For it’s third exciting year, the Africa Utopia celebrated the arts and culture of one of the world’s most dynamic and fast-changing continent, Africa.
The event, which took place at the South Bank Centre in London from the 26th of August to the 4th of September, It delved into how Africa and it’s inhabitants, can lead the way in thinking about culture, community, business and technology while discussing topics ranging from fashion, gender and power to politics, sustainability and activism.
Championed by Africa Utopia artistic collaborator, Senegalese singer and human rights advocate Baaba Maal, the Africa Utopia festival featured some of Africa’s greatest artists across music, activists, entrepreneurs, dance, literature and the arts, as well as a programme of talks, panel debates and workshops which tackled issues such as faith and spirituality in the African identity, African masculinity, the challenging of patriarchy as well as afro-hair workshops and a discussion with Maame Adjei, lead actress of the hit Ghanaian web series An African City – dubbed the African Sex And the City.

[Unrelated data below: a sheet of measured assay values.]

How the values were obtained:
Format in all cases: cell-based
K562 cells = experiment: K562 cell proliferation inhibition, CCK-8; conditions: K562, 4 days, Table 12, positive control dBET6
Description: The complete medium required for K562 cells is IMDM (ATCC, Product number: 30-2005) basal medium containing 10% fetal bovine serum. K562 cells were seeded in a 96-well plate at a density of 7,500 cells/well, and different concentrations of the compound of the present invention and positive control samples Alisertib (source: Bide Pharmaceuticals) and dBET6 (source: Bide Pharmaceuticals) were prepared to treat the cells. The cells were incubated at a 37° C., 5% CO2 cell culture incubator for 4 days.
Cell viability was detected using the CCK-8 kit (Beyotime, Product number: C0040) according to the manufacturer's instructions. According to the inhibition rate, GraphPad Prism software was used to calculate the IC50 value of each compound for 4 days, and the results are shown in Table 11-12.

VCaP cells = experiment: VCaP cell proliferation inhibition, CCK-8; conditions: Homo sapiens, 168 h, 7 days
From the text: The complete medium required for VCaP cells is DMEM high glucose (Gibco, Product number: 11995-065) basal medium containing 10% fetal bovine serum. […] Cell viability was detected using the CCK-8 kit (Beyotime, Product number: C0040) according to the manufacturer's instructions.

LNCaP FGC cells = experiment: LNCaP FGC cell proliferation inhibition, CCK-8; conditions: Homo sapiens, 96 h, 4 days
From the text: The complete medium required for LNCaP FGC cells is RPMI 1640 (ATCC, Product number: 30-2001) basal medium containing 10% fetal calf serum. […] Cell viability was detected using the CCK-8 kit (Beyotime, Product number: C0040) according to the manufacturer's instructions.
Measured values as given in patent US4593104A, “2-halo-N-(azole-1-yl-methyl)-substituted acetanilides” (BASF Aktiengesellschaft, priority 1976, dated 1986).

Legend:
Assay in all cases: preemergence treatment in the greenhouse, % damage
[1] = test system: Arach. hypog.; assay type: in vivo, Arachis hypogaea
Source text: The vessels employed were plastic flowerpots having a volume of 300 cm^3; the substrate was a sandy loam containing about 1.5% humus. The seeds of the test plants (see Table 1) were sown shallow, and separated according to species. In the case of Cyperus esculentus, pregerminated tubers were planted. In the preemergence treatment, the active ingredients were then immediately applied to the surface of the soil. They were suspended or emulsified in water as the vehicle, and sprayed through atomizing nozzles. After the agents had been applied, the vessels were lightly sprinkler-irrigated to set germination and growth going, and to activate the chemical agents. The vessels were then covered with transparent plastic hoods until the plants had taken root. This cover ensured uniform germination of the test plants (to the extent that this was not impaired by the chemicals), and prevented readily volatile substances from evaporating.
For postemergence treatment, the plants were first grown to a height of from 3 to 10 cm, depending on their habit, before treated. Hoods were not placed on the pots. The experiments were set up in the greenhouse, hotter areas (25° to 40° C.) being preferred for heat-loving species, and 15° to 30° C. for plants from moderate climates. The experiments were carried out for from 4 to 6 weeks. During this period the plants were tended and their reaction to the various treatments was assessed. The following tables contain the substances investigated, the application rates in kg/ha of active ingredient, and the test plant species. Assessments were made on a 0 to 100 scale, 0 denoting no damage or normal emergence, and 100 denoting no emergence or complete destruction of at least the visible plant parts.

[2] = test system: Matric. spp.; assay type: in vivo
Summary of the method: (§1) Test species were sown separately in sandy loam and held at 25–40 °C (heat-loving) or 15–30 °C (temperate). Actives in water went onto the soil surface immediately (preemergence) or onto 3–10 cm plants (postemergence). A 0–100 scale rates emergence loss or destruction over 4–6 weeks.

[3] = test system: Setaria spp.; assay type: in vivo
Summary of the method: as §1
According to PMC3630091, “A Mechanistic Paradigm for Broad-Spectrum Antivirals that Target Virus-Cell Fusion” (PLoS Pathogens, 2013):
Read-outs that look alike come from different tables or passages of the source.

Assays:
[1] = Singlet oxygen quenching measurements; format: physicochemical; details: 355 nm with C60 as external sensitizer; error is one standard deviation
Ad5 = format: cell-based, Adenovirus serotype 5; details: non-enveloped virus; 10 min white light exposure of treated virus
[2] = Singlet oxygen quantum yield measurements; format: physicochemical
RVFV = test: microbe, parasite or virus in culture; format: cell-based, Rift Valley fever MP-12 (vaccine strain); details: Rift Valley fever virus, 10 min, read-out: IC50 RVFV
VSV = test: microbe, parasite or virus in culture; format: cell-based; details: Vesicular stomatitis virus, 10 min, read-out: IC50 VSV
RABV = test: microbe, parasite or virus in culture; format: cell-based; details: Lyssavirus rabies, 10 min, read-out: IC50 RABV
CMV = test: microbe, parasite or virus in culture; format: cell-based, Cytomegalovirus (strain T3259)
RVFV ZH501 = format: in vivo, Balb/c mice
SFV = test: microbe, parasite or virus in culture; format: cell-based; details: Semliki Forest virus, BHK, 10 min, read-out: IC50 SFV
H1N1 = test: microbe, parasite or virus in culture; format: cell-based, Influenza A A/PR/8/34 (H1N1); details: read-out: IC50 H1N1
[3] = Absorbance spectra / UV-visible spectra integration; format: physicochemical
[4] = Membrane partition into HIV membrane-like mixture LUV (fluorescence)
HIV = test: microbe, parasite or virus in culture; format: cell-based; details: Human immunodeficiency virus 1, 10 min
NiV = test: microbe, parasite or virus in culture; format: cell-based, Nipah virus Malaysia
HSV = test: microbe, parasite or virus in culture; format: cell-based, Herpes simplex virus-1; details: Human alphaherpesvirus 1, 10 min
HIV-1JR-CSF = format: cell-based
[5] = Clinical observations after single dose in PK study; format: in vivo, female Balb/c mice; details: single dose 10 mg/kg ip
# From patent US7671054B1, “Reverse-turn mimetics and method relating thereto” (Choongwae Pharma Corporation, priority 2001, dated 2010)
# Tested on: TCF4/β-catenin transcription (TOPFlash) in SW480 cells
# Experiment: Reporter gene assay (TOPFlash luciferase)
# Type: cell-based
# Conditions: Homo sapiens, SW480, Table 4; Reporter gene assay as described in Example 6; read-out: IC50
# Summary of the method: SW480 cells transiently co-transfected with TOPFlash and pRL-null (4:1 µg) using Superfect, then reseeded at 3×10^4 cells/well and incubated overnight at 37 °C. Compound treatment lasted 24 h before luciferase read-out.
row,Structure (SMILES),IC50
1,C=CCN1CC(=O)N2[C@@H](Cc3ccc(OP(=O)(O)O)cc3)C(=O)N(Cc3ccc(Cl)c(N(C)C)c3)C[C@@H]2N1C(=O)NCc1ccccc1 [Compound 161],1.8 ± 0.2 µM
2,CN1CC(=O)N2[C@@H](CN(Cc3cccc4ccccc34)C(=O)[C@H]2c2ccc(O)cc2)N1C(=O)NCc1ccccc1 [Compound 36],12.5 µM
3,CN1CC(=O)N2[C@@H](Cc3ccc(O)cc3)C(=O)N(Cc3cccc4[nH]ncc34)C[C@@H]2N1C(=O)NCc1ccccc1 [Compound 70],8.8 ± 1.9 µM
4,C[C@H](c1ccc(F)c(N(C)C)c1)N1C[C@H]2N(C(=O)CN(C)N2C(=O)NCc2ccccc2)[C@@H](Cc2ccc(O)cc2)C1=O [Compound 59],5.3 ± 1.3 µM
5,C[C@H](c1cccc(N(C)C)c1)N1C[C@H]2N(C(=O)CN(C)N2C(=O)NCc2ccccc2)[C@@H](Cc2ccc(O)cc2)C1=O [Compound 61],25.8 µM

Highlights included the return of Chineke! Orchestra, Britain’s first professional orchestra made up entirely of black and minority ethnic musicians, Mandela Trilogy, an epic operatic tribute to Nelson Mandela and went on to explore social power dynamics in a play by Adura Onashile, while featuring the kaleidoscopic sounds of Asya Satti’s blues and soul.
« To me, a successful festival is one that takes over the whole side, so the whole Southbank Center becomes fizzing and popping and alive with all things beautifully and fabulously African. Within that you have a richness and depth of conversation, and thinking and analysis, coming both from the speakers that we’ve been able to bring from across the continent and the diaspora, and the audience interacting with each other and changing some people’s perceptions of what constitutes contemporary Africa. » Hannah Pool, lead programmer for Africa Utopia